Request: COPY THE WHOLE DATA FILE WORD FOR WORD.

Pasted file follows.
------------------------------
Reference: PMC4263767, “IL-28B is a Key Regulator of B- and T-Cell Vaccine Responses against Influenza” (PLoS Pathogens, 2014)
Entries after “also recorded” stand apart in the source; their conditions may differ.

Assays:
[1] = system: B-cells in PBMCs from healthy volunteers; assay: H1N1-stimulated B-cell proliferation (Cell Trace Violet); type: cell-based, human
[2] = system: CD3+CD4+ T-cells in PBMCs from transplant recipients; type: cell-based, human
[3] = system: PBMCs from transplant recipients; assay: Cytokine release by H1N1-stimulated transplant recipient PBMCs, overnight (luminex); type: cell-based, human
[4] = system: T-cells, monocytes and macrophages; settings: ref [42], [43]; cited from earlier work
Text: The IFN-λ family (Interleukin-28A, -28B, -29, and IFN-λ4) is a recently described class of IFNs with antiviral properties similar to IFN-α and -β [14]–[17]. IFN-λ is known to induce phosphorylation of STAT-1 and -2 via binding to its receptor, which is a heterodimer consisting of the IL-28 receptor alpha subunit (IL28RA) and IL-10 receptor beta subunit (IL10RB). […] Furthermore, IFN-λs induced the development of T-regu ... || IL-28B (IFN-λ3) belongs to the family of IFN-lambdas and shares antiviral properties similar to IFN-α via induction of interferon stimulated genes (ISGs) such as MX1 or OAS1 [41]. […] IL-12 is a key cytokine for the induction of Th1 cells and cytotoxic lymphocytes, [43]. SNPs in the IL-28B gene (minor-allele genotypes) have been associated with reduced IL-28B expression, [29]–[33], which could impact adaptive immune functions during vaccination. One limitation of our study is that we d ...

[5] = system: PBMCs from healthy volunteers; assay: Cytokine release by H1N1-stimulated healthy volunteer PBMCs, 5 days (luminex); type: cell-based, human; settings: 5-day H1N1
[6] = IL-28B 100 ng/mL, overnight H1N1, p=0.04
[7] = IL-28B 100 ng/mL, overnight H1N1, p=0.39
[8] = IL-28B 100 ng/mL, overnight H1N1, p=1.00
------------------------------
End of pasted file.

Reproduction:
Reference: PMC4263767, “IL-28B is a Key Regulator of B- and T-Cell Vaccine Responses against Influenza” (PLoS Pathogens, 2014)
Entries after “also recorded” stand apart in the source; their conditions may differ.

Assays:
[1] = system: B-cells in PBMCs from healthy volunteers; assay: H1N1-stimulated B-cell proliferation (Cell Trace Violet); type: cell-based, human
[2] = system: CD3+CD4+ T-cells in PBMCs from transplant recipients; type: cell-based, human
[3] = system: PBMCs from transplant recipients; assay: Cytokine release by H1N1-stimulated transplant recipient PBMCs, overnight (luminex); type: cell-based, human
[4] = system: T-cells, monocytes and macrophages; settings: ref [42], [43]; cited from earlier work
Text: The IFN-λ family (Interleukin-28A, -28B, -29, and IFN-λ4) is a recently described class of IFNs with antiviral properties similar to IFN-α and -β [14]–[17]. IFN-λ is known to induce phosphorylation of STAT-1 and -2 via binding to its receptor, which is a heterodimer consisting of the IL-28 receptor alpha subunit (IL28RA) and IL-10 receptor beta subunit (IL10RB). […] Furthermore, IFN-λs induced the development of T-regu ... || IL-28B (IFN-λ3) belongs to the family of IFN-lambdas and shares antiviral properties similar to IFN-α via induction of interferon stimulated genes (ISGs) such as MX1 or OAS1 [41]. […] IL-12 is a key cytokine for the induction of Th1 cells and cytotoxic lymphocytes, [43]. SNPs in the IL-28B gene (minor-allele genotypes) have been associated with reduced IL-28B expression, [29]–[33], which could impact adaptive immune functions during vaccination. One limitation of our study is that we d ...

[5] = system: PBMCs from healthy volunteers; assay: Cytokine release by H1N1-stimulated healthy volunteer PBMCs, 5 days (luminex); type: cell-based, human; settings: 5-day H1N1
[6] = IL-28B 100 ng/mL, overnight H1N1, p=0.04
[7] = IL-28B 100 ng/mL, overnight H1N1, p=0.39
[8] = IL-28B 100 ng/mL, overnight H1N1, p=1.00